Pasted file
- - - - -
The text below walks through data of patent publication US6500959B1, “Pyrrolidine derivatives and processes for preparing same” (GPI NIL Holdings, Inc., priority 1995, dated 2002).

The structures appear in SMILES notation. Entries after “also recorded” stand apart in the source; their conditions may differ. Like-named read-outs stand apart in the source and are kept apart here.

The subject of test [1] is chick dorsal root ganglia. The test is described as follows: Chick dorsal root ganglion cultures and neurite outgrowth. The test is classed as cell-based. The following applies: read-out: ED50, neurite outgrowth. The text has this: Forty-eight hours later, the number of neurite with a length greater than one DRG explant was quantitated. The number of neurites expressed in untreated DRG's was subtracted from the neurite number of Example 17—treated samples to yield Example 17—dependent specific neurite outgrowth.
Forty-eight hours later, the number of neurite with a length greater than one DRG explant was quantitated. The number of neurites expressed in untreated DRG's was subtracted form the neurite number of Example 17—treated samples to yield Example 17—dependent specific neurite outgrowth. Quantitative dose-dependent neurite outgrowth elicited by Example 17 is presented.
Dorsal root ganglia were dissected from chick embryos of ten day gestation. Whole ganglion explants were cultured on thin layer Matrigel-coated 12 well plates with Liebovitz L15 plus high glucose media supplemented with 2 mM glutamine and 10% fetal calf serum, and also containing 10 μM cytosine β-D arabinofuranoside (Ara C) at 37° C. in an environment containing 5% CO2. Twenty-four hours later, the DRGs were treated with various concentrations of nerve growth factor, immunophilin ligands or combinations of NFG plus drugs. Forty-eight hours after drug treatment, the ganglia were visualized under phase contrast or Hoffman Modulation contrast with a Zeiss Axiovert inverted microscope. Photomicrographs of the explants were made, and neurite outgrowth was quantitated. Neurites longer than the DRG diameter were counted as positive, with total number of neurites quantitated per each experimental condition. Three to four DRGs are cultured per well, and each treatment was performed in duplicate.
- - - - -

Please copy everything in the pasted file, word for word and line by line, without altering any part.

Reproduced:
The text below walks through data of patent publication US6500959B1, “Pyrrolidine derivatives and processes for preparing same” (GPI NIL Holdings, Inc., priority 1995, dated 2002).

The structures appear in SMILES notation. Entries after “also recorded” stand apart in the source; their conditions may differ. Like-named read-outs stand apart in the source and are kept apart here.

The subject of test [1] is chick dorsal root ganglia. The test is described as follows: Chick dorsal root ganglion cultures and neurite outgrowth. The test is classed as cell-based. The following applies: read-out: ED50, neurite outgrowth. The text has this: Forty-eight hours later, the number of neurite with a length greater than one DRG explant was quantitated. The number of neurites expressed in untreated DRG's was subtracted from the neurite number of Example 17—treated samples to yield Example 17—dependent specific neurite outgrowth.
Forty-eight hours later, the number of neurite with a length greater than one DRG explant was quantitated. The number of neurites expressed in untreated DRG's was subtracted form the neurite number of Example 17—treated samples to yield Example 17—dependent specific neurite outgrowth. Quantitative dose-dependent neurite outgrowth elicited by Example 17 is presented.
Dorsal root ganglia were dissected from chick embryos of ten day gestation. Whole ganglion explants were cultured on thin layer Matrigel-coated 12 well plates with Liebovitz L15 plus high glucose media supplemented with 2 mM glutamine and 10% fetal calf serum, and also containing 10 μM cytosine β-D arabinofuranoside (Ara C) at 37° C. in an environment containing 5% CO2. Twenty-four hours later, the DRGs were treated with various concentrations of nerve growth factor, immunophilin ligands or combinations of NFG plus drugs. Forty-eight hours after drug treatment, the ganglia were visualized under phase contrast or Hoffman Modulation contrast with a Zeiss Axiovert inverted microscope. Photomicrographs of the explants were made, and neurite outgrowth was quantitated. Neurites longer than the DRG diameter were counted as positive, with total number of neurites quantitated per each experimental condition. Three to four DRGs are cultured per well, and each treatment was performed in duplicate.